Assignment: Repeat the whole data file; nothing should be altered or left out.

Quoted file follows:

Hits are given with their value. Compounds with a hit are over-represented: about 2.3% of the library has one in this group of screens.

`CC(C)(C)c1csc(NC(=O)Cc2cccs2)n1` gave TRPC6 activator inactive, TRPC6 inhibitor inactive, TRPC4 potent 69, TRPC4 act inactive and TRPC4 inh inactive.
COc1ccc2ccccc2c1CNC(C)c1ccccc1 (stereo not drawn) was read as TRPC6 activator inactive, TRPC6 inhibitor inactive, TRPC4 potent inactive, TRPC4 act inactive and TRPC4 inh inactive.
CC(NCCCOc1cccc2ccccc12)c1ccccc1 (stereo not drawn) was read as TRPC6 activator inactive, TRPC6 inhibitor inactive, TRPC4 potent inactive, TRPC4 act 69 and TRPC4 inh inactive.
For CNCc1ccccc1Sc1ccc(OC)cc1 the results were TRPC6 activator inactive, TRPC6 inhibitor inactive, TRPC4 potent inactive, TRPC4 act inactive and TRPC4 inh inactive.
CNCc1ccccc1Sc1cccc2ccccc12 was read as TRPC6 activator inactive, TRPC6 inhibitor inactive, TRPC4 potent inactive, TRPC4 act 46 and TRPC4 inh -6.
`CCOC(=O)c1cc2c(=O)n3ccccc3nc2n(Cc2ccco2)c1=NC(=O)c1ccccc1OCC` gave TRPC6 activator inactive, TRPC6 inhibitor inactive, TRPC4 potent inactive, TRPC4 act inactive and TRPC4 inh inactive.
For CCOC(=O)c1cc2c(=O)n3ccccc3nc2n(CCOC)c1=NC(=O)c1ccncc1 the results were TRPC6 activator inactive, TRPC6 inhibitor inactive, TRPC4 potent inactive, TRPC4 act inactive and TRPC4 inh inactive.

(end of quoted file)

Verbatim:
Hits are given with their value. Compounds with a hit are over-represented: about 2.3% of the library has one in this group of screens.

`CC(C)(C)c1csc(NC(=O)Cc2cccs2)n1` gave TRPC6 activator inactive, TRPC6 inhibitor inactive, TRPC4 potent 69, TRPC4 act inactive and TRPC4 inh inactive.
COc1ccc2ccccc2c1CNC(C)c1ccccc1 (stereo not drawn) was read as TRPC6 activator inactive, TRPC6 inhibitor inactive, TRPC4 potent inactive, TRPC4 act inactive and TRPC4 inh inactive.
CC(NCCCOc1cccc2ccccc12)c1ccccc1 (stereo not drawn) was read as TRPC6 activator inactive, TRPC6 inhibitor inactive, TRPC4 potent inactive, TRPC4 act 69 and TRPC4 inh inactive.
For CNCc1ccccc1Sc1ccc(OC)cc1 the results were TRPC6 activator inactive, TRPC6 inhibitor inactive, TRPC4 potent inactive, TRPC4 act inactive and TRPC4 inh inactive.
CNCc1ccccc1Sc1cccc2ccccc12 was read as TRPC6 activator inactive, TRPC6 inhibitor inactive, TRPC4 potent inactive, TRPC4 act 46 and TRPC4 inh -6.
`CCOC(=O)c1cc2c(=O)n3ccccc3nc2n(Cc2ccco2)c1=NC(=O)c1ccccc1OCC` gave TRPC6 activator inactive, TRPC6 inhibitor inactive, TRPC4 potent inactive, TRPC4 act inactive and TRPC4 inh inactive.
For CCOC(=O)c1cc2c(=O)n3ccccc3nc2n(CCOC)c1=NC(=O)c1ccncc1 the results were TRPC6 activator inactive, TRPC6 inhibitor inactive, TRPC4 potent inactive, TRPC4 act inactive and TRPC4 inh inactive.